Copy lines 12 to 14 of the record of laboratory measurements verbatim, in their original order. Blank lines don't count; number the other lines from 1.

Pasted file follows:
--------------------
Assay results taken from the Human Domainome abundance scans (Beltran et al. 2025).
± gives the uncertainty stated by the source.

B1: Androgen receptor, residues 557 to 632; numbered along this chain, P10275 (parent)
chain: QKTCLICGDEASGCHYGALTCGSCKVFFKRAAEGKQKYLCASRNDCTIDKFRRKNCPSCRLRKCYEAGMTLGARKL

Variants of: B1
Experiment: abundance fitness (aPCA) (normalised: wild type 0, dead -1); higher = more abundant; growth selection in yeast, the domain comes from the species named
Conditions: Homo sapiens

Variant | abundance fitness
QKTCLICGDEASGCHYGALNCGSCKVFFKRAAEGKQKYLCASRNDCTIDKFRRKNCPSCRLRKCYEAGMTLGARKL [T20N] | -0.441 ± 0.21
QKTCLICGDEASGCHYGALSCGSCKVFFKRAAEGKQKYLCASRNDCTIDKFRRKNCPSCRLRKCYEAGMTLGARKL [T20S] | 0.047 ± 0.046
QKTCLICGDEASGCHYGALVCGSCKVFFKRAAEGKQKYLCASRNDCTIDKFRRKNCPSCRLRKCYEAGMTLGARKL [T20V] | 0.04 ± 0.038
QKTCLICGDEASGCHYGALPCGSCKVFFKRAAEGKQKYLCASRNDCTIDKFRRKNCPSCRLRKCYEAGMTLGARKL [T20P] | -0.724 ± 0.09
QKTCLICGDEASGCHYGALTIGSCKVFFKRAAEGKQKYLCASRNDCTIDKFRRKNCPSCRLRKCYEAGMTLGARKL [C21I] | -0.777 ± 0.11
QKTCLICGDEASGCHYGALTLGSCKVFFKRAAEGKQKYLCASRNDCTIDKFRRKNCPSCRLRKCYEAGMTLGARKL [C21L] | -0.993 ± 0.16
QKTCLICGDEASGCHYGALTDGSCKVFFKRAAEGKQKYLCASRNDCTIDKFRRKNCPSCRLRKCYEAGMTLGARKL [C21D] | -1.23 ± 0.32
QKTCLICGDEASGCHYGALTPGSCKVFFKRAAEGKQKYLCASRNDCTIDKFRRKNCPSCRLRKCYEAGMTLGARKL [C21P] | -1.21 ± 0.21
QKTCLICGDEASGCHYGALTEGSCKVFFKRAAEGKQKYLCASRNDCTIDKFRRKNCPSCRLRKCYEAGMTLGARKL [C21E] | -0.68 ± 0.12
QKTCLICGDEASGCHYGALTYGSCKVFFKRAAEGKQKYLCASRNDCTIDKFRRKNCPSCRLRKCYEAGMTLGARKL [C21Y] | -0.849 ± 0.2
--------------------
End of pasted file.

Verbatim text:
QKTCLICGDEASGCHYGALPCGSCKVFFKRAAEGKQKYLCASRNDCTIDKFRRKNCPSCRLRKCYEAGMTLGARKL [T20P] | -0.724 ± 0.09
QKTCLICGDEASGCHYGALTIGSCKVFFKRAAEGKQKYLCASRNDCTIDKFRRKNCPSCRLRKCYEAGMTLGARKL [C21I] | -0.777 ± 0.11
QKTCLICGDEASGCHYGALTLGSCKVFFKRAAEGKQKYLCASRNDCTIDKFRRKNCPSCRLRKCYEAGMTLGARKL [C21L] | -0.993 ± 0.16